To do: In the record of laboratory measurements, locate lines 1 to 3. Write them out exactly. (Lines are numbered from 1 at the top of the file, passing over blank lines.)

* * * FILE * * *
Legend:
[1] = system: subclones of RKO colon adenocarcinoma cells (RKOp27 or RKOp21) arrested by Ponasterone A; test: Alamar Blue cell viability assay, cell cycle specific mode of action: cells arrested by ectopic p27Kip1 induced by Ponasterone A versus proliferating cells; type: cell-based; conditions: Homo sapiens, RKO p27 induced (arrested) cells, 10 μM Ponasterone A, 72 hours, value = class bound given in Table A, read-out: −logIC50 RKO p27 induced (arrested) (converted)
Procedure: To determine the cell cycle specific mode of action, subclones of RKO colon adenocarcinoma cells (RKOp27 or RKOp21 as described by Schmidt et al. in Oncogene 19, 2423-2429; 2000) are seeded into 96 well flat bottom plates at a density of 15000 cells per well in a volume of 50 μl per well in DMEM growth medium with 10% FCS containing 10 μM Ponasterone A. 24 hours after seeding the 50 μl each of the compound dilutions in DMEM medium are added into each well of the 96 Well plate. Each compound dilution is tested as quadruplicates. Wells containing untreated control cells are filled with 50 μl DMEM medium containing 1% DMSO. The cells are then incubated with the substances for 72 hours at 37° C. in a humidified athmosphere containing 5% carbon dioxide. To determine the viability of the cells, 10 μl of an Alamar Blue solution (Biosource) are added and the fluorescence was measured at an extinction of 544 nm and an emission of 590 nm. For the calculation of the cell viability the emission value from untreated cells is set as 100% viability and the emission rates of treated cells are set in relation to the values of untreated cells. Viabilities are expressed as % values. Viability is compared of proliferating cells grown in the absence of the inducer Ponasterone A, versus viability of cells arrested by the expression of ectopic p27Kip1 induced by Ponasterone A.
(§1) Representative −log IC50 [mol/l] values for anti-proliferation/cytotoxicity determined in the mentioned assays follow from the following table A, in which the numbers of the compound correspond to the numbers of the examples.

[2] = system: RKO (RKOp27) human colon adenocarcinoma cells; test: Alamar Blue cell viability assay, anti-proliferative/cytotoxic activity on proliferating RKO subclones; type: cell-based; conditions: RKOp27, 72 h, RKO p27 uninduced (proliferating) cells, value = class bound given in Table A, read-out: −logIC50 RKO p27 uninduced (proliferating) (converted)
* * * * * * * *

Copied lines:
Legend:
[1] = system: subclones of RKO colon adenocarcinoma cells (RKOp27 or RKOp21) arrested by Ponasterone A; test: Alamar Blue cell viability assay, cell cycle specific mode of action: cells arrested by ectopic p27Kip1 induced by Ponasterone A versus proliferating cells; type: cell-based; conditions: Homo sapiens, RKO p27 induced (arrested) cells, 10 μM Ponasterone A, 72 hours, value = class bound given in Table A, read-out: −logIC50 RKO p27 induced (arrested) (converted)
Procedure: To determine the cell cycle specific mode of action, subclones of RKO colon adenocarcinoma cells (RKOp27 or RKOp21 as described by Schmidt et al. in Oncogene 19, 2423-2429; 2000) are seeded into 96 well flat bottom plates at a density of 15000 cells per well in a volume of 50 μl per well in DMEM growth medium with 10% FCS containing 10 μM Ponasterone A. 24 hours after seeding the 50 μl each of the compound dilutions in DMEM medium are added into each well of the 96 Well plate. Each compound dilution is tested as quadruplicates. Wells containing untreated control cells are filled with 50 μl DMEM medium containing 1% DMSO. The cells are then incubated with the substances for 72 hours at 37° C. in a humidified athmosphere containing 5% carbon dioxide. To determine the viability of the cells, 10 μl of an Alamar Blue solution (Biosource) are added and the fluorescence was measured at an extinction of 544 nm and an emission of 590 nm. For the calculation of the cell viability the emission value from untreated cells is set as 100% viability and the emission rates of treated cells are set in relation to the values of untreated cells. Viabilities are expressed as % values. Viability is compared of proliferating cells grown in the absence of the inducer Ponasterone A, versus viability of cells arrested by the expression of ectopic p27Kip1 induced by Ponasterone A.